The Paris Air Show demonstrates the development of world aviation for more than a century and its 53rd edition will continue this tradition. In today’s thriving market, people are using air transport more than ever. When it comes to business opportunities, there is a clear vision of progress. According to a study by the International Air Transport Association (IATA), the number of passengers will double to 8.2 billion by 2037.
Almost half of this growth will come from the Asia-Pacific region. The link between the thriving economies in the Asian region and the rest of the world is leading to a change in global air traffic. With current trends, the Asia-Pacific region predicts an additional 2.35 billion annual passengers by 2037, with a market of 3.9 billion.
The large number of passengers flying to, from and around Asia is good news for the region’s labor market. The aviation boom represents a new demand for pilots, technicians and cabin crew.
A Boeing study predicts that by 2037, the demand for aircraft technicians will increase by 622,000 and the demand for pilots will increase by 635,000, creating a potential shortage of trained personnel. This is also good news for airlines and their suppliers.
Deloitte predicts that global aircraft orders will increase by 38,000 over the next 20 years. This accompanies the growing focus on Asian manufacturers, such as China’s Comac for long distances and Japan’s SpaceJet (formerly Mitsubishi Regional Jet or MRJ) for regional travel. Created by Mitsubishi Aircraft, part of the Mitsubishi Heavy Industries (MHI) group, the SpaceJet family of 100 or fewer seats is the only new-generation aircraft in the segment, with design and improved aerodynamics for lower operating costs, saving more space for passenger comfort.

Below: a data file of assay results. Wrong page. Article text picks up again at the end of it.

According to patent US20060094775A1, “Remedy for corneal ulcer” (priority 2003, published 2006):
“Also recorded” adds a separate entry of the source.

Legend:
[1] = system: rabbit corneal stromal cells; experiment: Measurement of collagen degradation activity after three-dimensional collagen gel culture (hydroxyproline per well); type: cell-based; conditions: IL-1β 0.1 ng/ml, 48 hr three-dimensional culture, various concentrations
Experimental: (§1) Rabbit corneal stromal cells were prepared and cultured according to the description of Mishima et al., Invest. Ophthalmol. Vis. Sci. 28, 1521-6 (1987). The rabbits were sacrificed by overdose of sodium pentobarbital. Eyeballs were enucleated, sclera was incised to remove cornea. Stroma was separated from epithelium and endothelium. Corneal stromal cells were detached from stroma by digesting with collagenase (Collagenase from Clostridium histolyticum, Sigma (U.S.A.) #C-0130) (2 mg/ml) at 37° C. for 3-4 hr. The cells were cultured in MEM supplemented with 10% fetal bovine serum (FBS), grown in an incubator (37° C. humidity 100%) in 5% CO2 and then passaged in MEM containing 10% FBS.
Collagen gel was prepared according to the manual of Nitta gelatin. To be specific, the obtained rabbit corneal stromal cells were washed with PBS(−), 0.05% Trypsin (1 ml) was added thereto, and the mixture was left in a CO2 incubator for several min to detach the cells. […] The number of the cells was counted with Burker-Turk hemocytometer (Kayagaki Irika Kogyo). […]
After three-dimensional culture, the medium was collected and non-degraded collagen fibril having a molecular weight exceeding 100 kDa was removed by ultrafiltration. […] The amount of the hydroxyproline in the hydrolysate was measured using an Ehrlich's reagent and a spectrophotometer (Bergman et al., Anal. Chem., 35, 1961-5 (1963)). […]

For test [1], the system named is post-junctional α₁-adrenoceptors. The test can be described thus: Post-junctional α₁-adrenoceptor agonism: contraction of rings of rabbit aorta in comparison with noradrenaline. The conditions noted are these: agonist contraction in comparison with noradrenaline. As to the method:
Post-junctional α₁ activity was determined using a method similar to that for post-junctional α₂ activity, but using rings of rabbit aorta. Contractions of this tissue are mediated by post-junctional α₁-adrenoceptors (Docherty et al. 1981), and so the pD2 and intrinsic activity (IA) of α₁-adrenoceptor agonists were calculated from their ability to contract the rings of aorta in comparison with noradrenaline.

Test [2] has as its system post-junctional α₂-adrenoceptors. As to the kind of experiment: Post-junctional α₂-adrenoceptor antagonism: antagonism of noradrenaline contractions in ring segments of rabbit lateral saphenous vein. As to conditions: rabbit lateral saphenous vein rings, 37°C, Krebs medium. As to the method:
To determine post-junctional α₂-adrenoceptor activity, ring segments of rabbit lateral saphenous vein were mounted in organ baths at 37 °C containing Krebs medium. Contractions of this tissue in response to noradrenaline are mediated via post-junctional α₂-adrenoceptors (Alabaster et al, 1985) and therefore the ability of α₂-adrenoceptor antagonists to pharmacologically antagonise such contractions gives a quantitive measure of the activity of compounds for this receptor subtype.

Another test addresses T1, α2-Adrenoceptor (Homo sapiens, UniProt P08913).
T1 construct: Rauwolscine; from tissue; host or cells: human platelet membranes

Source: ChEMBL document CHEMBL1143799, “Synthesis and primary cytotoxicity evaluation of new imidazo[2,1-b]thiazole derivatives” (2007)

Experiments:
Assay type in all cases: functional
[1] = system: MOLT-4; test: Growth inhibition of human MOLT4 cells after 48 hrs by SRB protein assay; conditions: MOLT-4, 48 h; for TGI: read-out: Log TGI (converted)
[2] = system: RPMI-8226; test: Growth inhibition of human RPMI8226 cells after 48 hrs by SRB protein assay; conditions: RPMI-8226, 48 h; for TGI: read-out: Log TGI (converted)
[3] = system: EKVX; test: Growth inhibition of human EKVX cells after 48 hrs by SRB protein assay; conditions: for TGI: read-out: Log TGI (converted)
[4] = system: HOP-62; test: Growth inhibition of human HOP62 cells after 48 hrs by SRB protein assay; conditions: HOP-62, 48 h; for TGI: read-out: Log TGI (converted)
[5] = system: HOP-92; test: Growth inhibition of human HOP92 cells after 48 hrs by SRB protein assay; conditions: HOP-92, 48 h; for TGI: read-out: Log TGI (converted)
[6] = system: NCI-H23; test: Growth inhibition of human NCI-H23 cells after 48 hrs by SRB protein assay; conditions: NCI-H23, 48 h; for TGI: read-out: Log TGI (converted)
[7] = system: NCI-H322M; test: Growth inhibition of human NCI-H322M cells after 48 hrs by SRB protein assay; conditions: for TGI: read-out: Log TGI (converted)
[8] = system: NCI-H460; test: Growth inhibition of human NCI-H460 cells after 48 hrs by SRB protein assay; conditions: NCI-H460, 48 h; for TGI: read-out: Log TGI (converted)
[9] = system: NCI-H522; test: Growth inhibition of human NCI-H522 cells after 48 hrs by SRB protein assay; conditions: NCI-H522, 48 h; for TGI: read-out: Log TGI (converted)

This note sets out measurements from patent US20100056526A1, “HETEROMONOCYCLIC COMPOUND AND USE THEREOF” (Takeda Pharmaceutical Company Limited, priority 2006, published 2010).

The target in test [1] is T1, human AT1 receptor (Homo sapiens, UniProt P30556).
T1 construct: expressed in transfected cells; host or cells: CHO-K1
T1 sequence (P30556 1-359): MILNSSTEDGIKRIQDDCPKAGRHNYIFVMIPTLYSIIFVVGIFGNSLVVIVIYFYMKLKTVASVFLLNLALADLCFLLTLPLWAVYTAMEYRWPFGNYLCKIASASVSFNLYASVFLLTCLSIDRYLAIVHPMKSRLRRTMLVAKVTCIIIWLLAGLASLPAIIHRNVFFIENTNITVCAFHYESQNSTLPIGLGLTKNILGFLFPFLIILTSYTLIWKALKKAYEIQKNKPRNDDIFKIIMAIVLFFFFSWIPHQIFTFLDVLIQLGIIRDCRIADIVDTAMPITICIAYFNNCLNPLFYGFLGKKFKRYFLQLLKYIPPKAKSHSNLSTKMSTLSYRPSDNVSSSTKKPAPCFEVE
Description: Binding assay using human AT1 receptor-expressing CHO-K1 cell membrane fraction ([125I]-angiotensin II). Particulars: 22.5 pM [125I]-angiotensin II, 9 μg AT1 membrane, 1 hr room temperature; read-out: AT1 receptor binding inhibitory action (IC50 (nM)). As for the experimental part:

However, the increase in air traffic poses challenges. The increase in passengers is putting additional pressure on existing aviation infrastructure, and ongoing investments are needed to ensure that airports, roads and railways can meet demand.
The future aviation sector needs modern, sustainable airports. Here Asia is leading. Daxing District south of Beijing, for example, is the place for new investments. Serving the capital of China, when completed, the newest modern complex will become the largest in the world.
But Asia is also home to the top seven of the top 10 airports, according to the Skytrax Airport Awards. Singapore Airport Changi took the highest award, followed by Tokyo’s Haneda in second place and Seoul’s Incheon in third place.
Changi has been known as the leading airport for the past seven years, not only in Asia, but worldwide, and has received investments to improve facilities. The project is worth $7.5 billion and includes a plan to add a fifth terminal and a third runway. The large-scale complex will have 227,000 square feet of forest valley and the highest indoor waterfall in the world. But Changi is able to keep his first place in the rankings because it continues to focus on the main goal – passengers to use the airport, getting from one point to another.
Innovations such as Mitsubishi Heavy Industries Engineering’s Automated People Mover, a state-of-the-art driverless rail system, help passengers move between terminals through the new complex. Also, the APM Crystal Mover fits well both in design and name, along with the dense tree-covered garden and seven-story high waterfall.
Mitsubishi Heavy Industries Group views airspace as one of the most promising businesses, contributing to the company’s strategic growth in the near future. The company decided to increase its leadership in the space industry so that it could stimulate innovation in this and other sectors in a variety of ways, both immediate and as yet undiscovered.
Mitsubishi Heavy Industries is at the heart of Japan’s increasingly important position as a world leader in outer space. SpaceJet, Japan’s first jet and next-generation space rocket launcher, demonstrates the MHI Group’s commitment to consolidating its leadership in the global space industry.
Read more about the Mitsubishi Heavy Industries Group at www.mhi.com